A new Magecart skimmer has surfaced online that compromised a least 19 different websites in a recent campaign. While the skimmer was new, it served the same old purpose – stealing payment card data from websites.
New Magecart Skimmer Campaign
Researchers from RiskIQ have discovered a new Magecart skimmer that took over numerous websites in a recent campaign. Dubbed MakeFrame, this skimmer compromised 19 different websites to steal customers’ card data.
Elaborating on their findings in a post, researchers stated that the new skimmer seemingly belonged to the Magecart Group 7. A deeper analysis of the skimmer revealed that it exhibited sophisticated obfuscation techniques to avoid detection. As stated,
This version of the skimmer is the classic Magecart blob of hex-encoded terms and obfuscated code. It is nestled in amongst benign code to blend in and avoid detection.
The researchers could detect numerous versions of this skimmer. Some of these sported high-level obfuscation, whereas, some had clear codes. Analyzing all of these let the researchers related all the skimmers o different websites.
Besides, the attackers behind this skimmer did not only aim at stealing data. Rather they also intended to achieve more targets from the victim sites.
In some cases, we’ve seen MakeFrame using compromised sites for all three of its functions—hosting the skimming code itself, loading the skimmer on other compromised websites, and exfiltrating the stolen data.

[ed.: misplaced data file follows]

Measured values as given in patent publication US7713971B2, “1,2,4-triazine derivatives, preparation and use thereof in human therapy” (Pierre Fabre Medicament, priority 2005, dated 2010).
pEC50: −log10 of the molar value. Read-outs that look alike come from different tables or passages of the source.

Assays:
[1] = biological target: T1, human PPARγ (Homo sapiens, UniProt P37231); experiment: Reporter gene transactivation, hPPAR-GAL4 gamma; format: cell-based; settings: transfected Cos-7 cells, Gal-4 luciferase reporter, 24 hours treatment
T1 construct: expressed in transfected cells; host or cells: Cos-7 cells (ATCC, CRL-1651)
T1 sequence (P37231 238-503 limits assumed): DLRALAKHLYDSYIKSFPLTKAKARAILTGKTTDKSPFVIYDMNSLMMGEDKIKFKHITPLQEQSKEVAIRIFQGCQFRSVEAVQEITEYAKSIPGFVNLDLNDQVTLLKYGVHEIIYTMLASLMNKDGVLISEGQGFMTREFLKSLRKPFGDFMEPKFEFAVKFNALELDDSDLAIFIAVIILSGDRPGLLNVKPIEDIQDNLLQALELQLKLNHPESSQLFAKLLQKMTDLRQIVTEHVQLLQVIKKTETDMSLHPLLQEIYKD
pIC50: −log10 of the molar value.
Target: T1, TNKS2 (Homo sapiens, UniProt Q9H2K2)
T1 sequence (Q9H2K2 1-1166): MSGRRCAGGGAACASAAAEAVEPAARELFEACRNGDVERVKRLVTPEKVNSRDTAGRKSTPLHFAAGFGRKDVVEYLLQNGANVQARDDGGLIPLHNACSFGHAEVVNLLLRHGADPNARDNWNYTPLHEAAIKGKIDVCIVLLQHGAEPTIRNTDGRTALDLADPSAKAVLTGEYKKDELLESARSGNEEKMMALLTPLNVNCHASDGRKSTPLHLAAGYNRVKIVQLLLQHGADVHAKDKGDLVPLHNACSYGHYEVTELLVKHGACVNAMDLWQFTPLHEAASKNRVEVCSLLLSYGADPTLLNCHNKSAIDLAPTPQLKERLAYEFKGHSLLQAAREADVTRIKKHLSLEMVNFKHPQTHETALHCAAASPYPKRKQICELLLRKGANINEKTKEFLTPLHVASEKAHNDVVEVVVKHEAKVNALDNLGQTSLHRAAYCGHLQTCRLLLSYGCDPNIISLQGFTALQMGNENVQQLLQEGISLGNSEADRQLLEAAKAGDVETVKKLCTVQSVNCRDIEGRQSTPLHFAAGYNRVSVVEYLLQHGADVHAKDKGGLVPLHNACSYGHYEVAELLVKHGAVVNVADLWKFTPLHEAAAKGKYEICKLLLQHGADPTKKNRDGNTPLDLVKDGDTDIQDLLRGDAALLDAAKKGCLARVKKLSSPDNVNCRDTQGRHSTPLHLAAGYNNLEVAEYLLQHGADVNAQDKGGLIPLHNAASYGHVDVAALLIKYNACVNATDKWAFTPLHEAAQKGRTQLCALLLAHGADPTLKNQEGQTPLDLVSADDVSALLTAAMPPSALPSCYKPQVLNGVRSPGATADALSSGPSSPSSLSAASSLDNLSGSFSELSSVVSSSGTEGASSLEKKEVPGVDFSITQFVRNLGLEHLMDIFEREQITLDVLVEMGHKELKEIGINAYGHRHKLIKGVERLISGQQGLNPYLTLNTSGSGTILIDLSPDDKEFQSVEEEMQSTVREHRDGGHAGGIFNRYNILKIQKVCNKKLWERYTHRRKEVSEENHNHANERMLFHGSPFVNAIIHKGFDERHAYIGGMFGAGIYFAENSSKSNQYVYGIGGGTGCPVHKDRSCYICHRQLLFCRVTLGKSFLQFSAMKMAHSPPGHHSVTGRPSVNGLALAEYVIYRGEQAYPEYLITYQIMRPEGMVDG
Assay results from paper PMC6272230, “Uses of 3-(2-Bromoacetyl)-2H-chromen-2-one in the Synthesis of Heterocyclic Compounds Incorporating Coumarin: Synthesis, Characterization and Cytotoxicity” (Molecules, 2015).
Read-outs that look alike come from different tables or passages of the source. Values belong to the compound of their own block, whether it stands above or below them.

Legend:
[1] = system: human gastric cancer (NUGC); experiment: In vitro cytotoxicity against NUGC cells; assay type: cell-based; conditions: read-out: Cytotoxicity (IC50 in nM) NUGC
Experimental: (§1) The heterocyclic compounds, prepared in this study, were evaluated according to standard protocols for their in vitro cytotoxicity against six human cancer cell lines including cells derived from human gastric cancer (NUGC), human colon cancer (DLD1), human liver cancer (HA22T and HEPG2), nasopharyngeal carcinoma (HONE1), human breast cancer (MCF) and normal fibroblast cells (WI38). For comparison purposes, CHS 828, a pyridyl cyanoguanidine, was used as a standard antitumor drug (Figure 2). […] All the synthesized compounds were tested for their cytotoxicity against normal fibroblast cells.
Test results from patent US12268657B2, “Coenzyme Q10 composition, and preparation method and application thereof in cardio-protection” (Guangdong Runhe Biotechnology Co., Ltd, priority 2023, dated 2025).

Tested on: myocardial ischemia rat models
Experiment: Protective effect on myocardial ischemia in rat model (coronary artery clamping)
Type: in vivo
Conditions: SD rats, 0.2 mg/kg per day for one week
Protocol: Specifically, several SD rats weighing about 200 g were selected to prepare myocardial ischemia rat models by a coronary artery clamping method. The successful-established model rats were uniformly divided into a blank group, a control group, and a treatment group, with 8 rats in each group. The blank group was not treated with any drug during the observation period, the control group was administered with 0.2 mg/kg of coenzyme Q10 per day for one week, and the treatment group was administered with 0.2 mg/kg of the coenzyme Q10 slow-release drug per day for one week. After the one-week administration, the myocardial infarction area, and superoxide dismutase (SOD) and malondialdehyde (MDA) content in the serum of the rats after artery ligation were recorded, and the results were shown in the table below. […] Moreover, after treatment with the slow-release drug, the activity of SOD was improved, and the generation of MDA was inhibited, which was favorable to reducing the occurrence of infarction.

Detailed technical analysis of the skimmers is available in the researcher’s post.
Rise In Magecart Attacks Amidst COVID-19
The researchers shared that they observed a 20% rise in Magecart attacks in the present days. Though, Magecart skimming attacks are nothing new. In the present-day scenario when people are obliged to shop online, such attacks pose a greater level of threat risking more users.
Magecart attacks have grown 20% amid the COVID-19 pandemic. With many homebound people forced to purchase what they need online, the digital skimming threat to e-commerce is as pronounced as ever.
Certainly, we have witnessed in the past how the attackers never miss exploiting global disasters to gain benefits. For instance, the skimming attack on an Australia bushfire donation site a couple of months ago.
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